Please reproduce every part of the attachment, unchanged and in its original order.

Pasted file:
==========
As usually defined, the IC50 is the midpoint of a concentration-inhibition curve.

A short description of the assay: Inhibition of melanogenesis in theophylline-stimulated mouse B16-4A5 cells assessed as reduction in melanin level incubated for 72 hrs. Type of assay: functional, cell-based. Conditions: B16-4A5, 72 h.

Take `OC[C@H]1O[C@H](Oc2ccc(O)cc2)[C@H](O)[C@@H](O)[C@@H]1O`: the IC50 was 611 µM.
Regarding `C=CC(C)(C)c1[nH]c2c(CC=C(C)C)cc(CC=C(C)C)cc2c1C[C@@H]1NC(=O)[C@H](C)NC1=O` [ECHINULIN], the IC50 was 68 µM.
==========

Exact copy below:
As usually defined, the IC50 is the midpoint of a concentration-inhibition curve.

A short description of the assay: Inhibition of melanogenesis in theophylline-stimulated mouse B16-4A5 cells assessed as reduction in melanin level incubated for 72 hrs. Type of assay: functional, cell-based. Conditions: B16-4A5, 72 h.

Take `OC[C@H]1O[C@H](Oc2ccc(O)cc2)[C@H](O)[C@@H](O)[C@@H]1O`: the IC50 was 611 µM.
Regarding `C=CC(C)(C)c1[nH]c2c(CC=C(C)C)cc(CC=C(C)C)cc2c1C[C@@H]1NC(=O)[C@H](C)NC1=O` [ECHINULIN], the IC50 was 68 µM.